Warning: This post contains a slight spoiler for Ness’ The Knife of Never Letting Go. But I’ll give you fair warning so you can skip that paragraph.
I’m sorry it has taken me so long to get around to doing this. When I got back from Cheltenham, the place where your responsibilities and real life things do not exist, I suddenly realised I had a million things to do.
Real life things.
I mentioned earlier the problem I had with this show and the fact that I didn’t write any notes and just sat there, front row, eyes wide, silly smile on my face hanging on to every word the guys said. But I’ve delved into my mind (and lived to tell the tale) and flicked through my notes and the following is what I came up with.
When I eventually found the venue, after wandering around Cheltenham Town Hall for far longer than I would like to admit, I was actually quite impressed at the range of people that turned up. I’m not sure what I was expecting, maybe a gang of literary-inclined teenage boys being pushed into the room by their mums and dads, but there were people of all ages.
And I’m glad I wasn’t the only person who had a silly smile plastered on their face.
So the house lights dimmed and a hush fell on the audience.
But it was only when Jason Wallace and Patrick Ness entered the studio and took their seats did the screaming start.
Don’t worry. This wasn’t a knee-jerk reaction from me.
I was on my best behaviour.
The guy in the pin striped blazer I had seen milling around outside chose that opportunity to start the Punch and Judy show. And the sounds of children screaming bloody murder provided a perfect soundtrack to a talk about darkness, monsters and shadows in teenage fiction.
Both Ness and Wallace have written stories that follow their protagonists through the difficulty journey of that limbo between childhood and adulthood.
In Ness’ A Monster Calls (my review here), thirteen year old Conor is faced with the harrowing prospect of losing his mother to cancer. It is getting rave reviews all across the blogs and pretty much everyone I’ve spoken to has either said it’s one of the best books they’ve ever read or that they haven’t read it but they desperately want to. Wallace’s Out of Shadows (my review here), follows the Robert Jacklin as he grows up in Zimbabwe in 1985 and deals with bullying, racism and family problems. This book isn’t perhaps as well-known as Ness’ stories, but it won the Costa Children’s Book Award in 2010 and the UKLA Children’s Book Award in 2011 and is not only fantastic but a terribly brave book.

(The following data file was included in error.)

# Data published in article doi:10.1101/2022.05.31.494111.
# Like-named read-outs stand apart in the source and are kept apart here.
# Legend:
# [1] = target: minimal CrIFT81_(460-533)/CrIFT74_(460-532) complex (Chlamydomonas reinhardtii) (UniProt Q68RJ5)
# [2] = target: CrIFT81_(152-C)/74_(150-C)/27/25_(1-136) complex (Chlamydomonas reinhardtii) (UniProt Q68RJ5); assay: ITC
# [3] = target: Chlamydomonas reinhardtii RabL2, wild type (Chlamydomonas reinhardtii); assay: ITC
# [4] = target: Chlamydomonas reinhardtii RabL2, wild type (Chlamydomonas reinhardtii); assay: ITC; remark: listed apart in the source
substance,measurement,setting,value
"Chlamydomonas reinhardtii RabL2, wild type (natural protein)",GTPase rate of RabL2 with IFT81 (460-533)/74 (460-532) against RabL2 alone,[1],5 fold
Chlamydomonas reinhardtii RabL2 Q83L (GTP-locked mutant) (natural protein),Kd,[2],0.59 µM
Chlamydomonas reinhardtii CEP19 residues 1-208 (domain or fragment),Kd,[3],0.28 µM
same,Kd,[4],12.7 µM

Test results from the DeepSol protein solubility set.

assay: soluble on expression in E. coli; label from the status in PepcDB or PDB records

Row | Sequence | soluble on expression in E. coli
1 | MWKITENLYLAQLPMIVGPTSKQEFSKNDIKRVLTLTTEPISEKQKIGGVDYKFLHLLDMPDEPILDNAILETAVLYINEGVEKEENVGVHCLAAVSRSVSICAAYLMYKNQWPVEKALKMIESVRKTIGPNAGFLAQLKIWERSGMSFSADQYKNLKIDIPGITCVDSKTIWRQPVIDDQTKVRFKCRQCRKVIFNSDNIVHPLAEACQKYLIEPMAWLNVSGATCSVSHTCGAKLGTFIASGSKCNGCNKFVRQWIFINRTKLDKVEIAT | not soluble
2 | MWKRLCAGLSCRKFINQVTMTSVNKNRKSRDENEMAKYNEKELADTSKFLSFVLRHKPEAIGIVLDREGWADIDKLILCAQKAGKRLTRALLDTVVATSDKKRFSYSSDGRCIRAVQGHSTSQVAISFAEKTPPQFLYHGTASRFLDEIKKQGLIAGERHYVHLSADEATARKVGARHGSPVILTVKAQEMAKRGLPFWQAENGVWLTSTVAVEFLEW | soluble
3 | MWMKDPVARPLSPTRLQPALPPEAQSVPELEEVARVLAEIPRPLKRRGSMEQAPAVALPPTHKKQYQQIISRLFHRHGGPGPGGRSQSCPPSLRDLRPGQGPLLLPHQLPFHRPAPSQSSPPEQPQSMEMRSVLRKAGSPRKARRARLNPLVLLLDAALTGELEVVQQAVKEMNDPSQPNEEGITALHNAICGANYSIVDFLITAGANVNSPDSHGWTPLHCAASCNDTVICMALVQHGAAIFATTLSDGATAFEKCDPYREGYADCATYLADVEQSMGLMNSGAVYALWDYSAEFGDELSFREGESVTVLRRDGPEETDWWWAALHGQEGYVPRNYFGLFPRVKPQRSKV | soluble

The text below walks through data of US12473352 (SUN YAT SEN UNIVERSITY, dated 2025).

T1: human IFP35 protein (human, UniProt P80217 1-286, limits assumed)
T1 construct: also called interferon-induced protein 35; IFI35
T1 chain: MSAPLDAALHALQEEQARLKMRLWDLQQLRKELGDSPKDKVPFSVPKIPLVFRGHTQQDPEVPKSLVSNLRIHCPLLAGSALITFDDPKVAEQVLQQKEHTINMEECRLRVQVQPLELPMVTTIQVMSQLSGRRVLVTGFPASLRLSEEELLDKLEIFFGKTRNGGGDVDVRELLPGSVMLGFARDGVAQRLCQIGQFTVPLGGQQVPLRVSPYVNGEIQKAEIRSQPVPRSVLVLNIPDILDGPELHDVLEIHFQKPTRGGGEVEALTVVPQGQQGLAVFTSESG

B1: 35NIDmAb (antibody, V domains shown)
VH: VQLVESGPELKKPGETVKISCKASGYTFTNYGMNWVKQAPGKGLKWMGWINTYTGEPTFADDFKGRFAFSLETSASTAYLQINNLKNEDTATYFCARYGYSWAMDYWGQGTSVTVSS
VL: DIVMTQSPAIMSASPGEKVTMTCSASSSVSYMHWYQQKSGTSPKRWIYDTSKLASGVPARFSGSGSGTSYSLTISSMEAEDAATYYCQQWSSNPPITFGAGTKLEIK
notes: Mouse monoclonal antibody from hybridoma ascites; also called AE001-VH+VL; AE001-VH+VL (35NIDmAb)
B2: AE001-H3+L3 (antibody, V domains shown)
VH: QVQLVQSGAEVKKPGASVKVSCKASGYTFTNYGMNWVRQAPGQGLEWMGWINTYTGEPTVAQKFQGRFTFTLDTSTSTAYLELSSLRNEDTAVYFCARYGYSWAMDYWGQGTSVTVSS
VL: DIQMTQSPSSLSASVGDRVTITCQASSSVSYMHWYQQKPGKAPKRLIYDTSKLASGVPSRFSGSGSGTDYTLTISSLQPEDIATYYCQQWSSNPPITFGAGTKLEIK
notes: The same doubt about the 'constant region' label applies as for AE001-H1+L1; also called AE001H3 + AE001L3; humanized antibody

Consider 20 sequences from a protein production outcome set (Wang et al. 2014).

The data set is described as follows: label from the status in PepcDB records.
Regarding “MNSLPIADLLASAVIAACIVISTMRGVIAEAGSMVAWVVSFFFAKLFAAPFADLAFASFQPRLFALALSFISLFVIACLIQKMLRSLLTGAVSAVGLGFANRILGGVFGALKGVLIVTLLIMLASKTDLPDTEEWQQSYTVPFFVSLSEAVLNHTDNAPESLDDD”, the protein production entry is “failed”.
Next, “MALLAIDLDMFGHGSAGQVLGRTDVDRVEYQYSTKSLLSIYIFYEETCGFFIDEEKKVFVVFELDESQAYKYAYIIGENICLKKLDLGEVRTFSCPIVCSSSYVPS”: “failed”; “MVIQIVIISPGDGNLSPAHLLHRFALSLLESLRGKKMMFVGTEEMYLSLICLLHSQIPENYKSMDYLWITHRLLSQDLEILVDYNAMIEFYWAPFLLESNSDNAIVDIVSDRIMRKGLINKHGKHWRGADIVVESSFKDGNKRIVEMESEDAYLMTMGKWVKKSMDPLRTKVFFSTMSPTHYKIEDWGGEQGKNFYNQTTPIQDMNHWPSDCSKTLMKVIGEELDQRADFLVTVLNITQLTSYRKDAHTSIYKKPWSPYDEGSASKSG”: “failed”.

What struck with me with both of these authors was how Ness and Wallace cover topics that other authors would avoid like the plague with tact and unflinching honesty. Yes, their books are harrowing, they are often difficult to read and but they are written in such a way that these ‘controversial’ topics don’t swamp and overwhelm the story but add to it and make them completely unforgettable.
Ness explained that one of the difficult parts of writing for teenagers is the way it is the genre where readers are in-between. Teenagers have started gaining responsibilities but they are still not treated as adults and aren’t believed to be able to deal with things that adults can. Ness suggested that when teenagers are only told parts of what is happening around them they are more likely to fill in the blanks themselves. And this has a greater chance of being incorrect and ultimately more damaging than the truth itself.
I think one of the great things about teenage fiction is that it’s a relatively new genre. Ness said that when he was younger there were children’s books and then there were adult books, and there was this huge gaping hole in between. Then he went to describe the time where he strolled into the library and picked up “The Color Purple” and wanted to know what a “happy button” was.
My belly laugh may have reared its ugly head at that point.
A woman in the audience then asked whether they had ever gotten in trouble from their editors and publishers because of their decisions to delve into more controversial subjects.
Wallace said that both he and Ness were lucky at the fact that their publishers (Wallace is with Andersen and Ness is with Walker) are both risk takers and are more open to publishing books that others would shy away from. Ness explained that his editor never had a problem with his subject matter because it was part of the story and it wasn’t just thrown in to cause controversy and a gain brow beating from the Daily Mail. Both he and Wallace seemed to agree that there is nothing worse than when an author tries to be shocking because the result is always terrible.
Wallace said he was surprised when he discovered that his publisher was marketing his book at a teenage audience. He states that when he writes he doesn’t do so with a specific age group in mind. I really loved this idea because one of my pet hates is when YA authors talk down to their audience, but by just writing the book as he wanted and allowing the reader to decide whether it was suitable for them or not. Although he did say that he read a review written by a nine year old and rated Out of Shadows 1/10!